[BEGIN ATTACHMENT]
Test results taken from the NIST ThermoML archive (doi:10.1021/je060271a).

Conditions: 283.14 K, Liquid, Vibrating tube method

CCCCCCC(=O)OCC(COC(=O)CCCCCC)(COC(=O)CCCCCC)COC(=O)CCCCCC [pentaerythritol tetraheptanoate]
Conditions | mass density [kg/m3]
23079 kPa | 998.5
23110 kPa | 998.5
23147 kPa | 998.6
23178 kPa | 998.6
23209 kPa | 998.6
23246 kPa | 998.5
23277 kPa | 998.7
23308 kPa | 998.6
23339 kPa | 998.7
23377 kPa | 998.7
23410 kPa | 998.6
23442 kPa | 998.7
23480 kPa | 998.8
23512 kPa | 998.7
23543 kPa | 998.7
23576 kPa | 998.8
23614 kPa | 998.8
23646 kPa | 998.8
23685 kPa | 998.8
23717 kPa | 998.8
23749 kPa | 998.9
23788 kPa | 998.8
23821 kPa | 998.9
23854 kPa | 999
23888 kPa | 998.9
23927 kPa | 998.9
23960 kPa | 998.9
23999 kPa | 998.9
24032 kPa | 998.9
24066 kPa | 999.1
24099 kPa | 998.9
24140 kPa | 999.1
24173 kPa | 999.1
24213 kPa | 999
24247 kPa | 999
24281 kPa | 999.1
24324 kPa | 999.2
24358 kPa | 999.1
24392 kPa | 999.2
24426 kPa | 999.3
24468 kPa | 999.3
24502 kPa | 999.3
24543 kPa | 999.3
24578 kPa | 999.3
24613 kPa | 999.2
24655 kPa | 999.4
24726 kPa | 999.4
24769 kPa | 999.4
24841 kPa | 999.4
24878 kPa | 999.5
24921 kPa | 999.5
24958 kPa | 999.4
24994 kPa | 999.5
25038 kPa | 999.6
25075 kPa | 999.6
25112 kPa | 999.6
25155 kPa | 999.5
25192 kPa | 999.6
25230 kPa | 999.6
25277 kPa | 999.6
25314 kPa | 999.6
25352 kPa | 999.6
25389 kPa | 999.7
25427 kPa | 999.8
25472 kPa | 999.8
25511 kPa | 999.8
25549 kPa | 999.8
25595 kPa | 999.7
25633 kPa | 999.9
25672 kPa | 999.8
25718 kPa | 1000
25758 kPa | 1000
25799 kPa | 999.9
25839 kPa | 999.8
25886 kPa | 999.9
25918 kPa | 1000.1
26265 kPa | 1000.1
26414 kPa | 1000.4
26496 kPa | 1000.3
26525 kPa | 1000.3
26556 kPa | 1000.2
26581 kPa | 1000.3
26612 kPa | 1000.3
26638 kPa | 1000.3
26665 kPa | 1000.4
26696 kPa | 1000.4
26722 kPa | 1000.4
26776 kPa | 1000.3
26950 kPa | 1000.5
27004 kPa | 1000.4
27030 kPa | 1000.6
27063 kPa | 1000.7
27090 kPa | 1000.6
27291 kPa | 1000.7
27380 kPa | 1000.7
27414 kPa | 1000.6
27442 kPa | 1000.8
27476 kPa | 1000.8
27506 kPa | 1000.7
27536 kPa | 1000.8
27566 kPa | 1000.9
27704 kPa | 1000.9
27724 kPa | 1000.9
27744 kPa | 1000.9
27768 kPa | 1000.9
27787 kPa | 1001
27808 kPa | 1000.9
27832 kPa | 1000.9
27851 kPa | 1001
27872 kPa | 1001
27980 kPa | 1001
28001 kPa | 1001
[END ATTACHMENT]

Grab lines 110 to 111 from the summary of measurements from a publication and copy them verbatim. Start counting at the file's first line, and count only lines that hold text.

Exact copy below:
27787 kPa | 1001
27808 kPa | 1000.9